First reading of Lorine Niedecker's 'Popcorn-can cover' (1)
screwed to the wall
over a hole
so the cold
can’t mouse in
— Lorine Niedecker
When this poem arrived in my mailbox it had a familiar ring, and, sure enough, when I took from the shelf Lorine Niedecker’s Collected Works (my only preparation for this “first reading”), I saw that the poem was originally published in 1965 in Ian Hamilton Finlay’s marvelous little magazine Poor.Old.Tired.Horse. Serendipity: I had just come home from the opening of my daughter Nancy Perloff’s Concrete Poetry exhibition at the Getty Research Center, an exhibition centering on Finlay and Augusto de Campos. There, in the cases, are all those issues of Poor.Old.Tired.Horse with such Finlay gems as FOUR SAILS and STAR — those tiny ideogrammatic poems where every word, syllable, and morpheme counts in the verbivisual construct. Finlay and Niedecker were very close.
This five-line, sixteen-word poem is brilliantly articulated. There could be another “cover” “screwed to the wall” — perhaps the cover of a can of baked beans or Campbell soup. But popcorn cans — those familiar throwaways — are much more suitable for Niedecker’s purpose because the “pop” suggests that the can’s cover won’t stick: POP and the cold will “mouse” in, or again, POP and a mouse itself will come out of the hole. Then, too, “can” can be read as an auxiliary verb: popcorn can be used to stuff into holes but how long will it stick?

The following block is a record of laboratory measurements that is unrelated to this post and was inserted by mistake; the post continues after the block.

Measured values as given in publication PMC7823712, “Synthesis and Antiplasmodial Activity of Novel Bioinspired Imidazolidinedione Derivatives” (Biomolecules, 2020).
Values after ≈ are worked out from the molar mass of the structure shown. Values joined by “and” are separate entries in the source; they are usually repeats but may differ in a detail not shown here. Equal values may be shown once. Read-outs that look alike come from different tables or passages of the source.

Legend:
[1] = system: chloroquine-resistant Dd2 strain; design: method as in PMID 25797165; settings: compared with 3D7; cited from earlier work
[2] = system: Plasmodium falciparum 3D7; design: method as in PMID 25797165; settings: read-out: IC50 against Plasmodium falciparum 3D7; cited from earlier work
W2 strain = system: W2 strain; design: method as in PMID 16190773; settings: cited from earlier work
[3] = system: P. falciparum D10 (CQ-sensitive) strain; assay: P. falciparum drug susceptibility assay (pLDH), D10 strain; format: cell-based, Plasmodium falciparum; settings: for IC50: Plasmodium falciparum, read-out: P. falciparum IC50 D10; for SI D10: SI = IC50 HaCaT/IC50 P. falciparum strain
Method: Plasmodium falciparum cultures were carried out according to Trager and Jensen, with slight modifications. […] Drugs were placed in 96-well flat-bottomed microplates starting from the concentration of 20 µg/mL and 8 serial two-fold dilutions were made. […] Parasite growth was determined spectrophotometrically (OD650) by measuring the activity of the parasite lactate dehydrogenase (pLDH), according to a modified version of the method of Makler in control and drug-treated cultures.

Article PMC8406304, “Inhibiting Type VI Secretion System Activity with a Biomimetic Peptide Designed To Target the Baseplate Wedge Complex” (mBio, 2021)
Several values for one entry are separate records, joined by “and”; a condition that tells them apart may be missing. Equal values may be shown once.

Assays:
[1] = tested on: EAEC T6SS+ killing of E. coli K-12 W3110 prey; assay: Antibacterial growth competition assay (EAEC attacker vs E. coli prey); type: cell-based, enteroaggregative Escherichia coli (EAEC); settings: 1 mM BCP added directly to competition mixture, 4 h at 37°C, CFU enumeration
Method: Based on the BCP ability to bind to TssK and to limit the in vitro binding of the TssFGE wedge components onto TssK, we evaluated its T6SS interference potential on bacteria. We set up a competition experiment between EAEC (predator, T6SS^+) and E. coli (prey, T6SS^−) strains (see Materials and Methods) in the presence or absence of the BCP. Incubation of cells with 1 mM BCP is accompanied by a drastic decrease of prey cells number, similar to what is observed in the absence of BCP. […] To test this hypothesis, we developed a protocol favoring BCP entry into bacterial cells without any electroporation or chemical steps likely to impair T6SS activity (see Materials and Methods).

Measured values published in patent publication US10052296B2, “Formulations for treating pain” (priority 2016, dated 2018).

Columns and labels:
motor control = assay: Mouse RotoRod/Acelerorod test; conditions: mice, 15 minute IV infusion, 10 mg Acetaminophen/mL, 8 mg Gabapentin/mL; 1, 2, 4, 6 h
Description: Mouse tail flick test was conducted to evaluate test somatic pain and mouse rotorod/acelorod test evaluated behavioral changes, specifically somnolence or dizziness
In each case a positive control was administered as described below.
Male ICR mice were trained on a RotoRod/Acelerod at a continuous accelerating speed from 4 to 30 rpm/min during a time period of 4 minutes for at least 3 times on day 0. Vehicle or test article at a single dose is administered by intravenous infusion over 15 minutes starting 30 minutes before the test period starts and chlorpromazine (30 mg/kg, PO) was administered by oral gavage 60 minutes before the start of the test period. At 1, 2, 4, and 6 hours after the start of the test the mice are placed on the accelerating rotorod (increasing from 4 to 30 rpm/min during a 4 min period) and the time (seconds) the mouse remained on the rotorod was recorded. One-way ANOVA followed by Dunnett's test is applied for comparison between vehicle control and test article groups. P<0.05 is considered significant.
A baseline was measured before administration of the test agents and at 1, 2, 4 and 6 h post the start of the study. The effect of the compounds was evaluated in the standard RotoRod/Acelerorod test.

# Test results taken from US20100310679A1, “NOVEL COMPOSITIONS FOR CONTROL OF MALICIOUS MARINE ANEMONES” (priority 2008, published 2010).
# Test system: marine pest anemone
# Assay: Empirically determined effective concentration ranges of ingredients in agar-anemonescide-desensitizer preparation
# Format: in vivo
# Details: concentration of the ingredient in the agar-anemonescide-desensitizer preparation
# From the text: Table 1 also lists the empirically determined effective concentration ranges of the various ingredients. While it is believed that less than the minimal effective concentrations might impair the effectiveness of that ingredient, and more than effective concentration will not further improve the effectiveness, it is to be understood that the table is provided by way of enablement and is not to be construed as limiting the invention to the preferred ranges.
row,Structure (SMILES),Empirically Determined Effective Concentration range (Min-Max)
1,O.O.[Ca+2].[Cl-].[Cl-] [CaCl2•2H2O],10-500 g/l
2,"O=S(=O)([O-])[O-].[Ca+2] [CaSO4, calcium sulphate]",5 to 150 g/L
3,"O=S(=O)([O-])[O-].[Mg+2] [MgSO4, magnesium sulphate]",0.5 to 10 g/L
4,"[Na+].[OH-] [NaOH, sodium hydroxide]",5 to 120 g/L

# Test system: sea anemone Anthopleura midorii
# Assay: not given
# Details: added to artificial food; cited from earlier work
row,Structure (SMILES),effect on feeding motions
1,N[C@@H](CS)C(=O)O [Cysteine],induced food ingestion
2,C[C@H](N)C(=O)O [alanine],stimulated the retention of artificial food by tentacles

“POPcorn CAN COVer: three — almost four — heavy stresses on five syllables with the heavy alliteration of hard cs and assonance of os. It sounds like the opening of a nursery rhyme or children’s song but line two is matter-of-fact: “screwed to the wall.” Not taped or pasted, screwed — the word having unpleasant connotations as in “Stop screwing around” or “I’m really screwed.” And then that fantasia of os — four of them in six short words: over a hole / so the cold, “hole” almost rhyming both with “cold” and with “wall” in the preceding line. It makes perfect sense to cover that hole in the wall, but only a poet as skilled as Niedecker would have used the verb “mouse” in line five. “Can’t come in” or “can’t seep in” would have conveyed the literal meaning perfectly, but “mouse” suggests the cover’s dual purpose: this is probably a mouse hole, and what lightweight popcorn-can cover will keep out the mice? “Mouse in,” for that matter, also suggests “muscle in” (muscle comes etymologically from the Latin mūs, or “mouse”): something there is that is trying, for better or worse, to get through that wall!
Niedecker is a deceptively modest poet: one would think, at first glance, she is making no more than a small, trivial observation. But of course her tiny ideogram is a case of what Pound called language charged with meaning. For what the poem does is remind us that we are always trying to rationalize the steps we take to accomplish or prevent something. Who would think that screwing a popcorn-can cover to the wall can keep the cold at bay? Much less a mouse finding its way through that hole? Yet we do these things anyway because it makes us feel better to act.
What about the poem’s sexual connotations? “Pop,” “cover,” “hole,” “screwed,” “mouse in”: the words, some readers would say, are obviously loaded. But the syntax, deceptively straightforward as it is, suggests otherwise: it wants us to take the information doled out at face value. This is, so to speak, a homeowner’s poem. And yet there is nothing “simple” about Niedecker’s craft: even in that last line she has placed her mouse between the an of “can’t” and the final in. A mousetrap of sorts, perhaps more efficient than the cover of the popcorn can.